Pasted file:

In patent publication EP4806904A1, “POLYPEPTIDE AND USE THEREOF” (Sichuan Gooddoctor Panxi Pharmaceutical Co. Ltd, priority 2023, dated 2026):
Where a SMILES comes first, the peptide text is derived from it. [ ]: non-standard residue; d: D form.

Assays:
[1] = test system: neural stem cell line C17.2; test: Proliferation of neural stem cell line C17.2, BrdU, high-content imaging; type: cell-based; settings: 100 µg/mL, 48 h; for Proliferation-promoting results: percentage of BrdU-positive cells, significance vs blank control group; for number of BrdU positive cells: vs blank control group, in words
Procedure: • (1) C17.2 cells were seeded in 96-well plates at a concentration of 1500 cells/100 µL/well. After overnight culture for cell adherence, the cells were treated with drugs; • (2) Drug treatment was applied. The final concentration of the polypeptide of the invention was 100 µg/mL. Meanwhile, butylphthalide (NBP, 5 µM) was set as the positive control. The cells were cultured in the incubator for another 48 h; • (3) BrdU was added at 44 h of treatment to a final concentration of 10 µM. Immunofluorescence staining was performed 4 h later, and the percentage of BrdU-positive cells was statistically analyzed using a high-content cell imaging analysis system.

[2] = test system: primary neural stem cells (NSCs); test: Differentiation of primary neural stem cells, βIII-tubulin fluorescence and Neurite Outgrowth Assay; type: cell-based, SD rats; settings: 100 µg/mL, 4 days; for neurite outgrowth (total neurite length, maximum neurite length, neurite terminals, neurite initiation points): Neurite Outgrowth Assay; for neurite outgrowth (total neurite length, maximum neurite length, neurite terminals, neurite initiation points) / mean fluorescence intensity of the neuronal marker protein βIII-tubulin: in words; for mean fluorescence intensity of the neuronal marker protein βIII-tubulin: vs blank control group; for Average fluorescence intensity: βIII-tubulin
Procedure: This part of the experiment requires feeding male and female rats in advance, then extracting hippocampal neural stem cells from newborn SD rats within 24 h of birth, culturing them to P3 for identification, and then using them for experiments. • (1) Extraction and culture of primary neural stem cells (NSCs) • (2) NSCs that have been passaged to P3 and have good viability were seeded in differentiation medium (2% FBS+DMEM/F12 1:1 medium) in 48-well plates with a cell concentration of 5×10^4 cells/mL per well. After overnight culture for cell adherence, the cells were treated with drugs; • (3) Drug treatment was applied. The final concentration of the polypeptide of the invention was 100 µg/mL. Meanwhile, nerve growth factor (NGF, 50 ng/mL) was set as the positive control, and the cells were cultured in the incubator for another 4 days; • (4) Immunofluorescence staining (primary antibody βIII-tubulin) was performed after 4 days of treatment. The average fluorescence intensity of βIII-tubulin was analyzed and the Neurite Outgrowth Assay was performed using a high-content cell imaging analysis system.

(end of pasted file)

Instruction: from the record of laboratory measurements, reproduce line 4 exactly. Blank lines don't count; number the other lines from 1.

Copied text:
[1] = test system: neural stem cell line C17.2; test: Proliferation of neural stem cell line C17.2, BrdU, high-content imaging; type: cell-based; settings: 100 µg/mL, 48 h; for Proliferation-promoting results: percentage of BrdU-positive cells, significance vs blank control group; for number of BrdU positive cells: vs blank control group, in words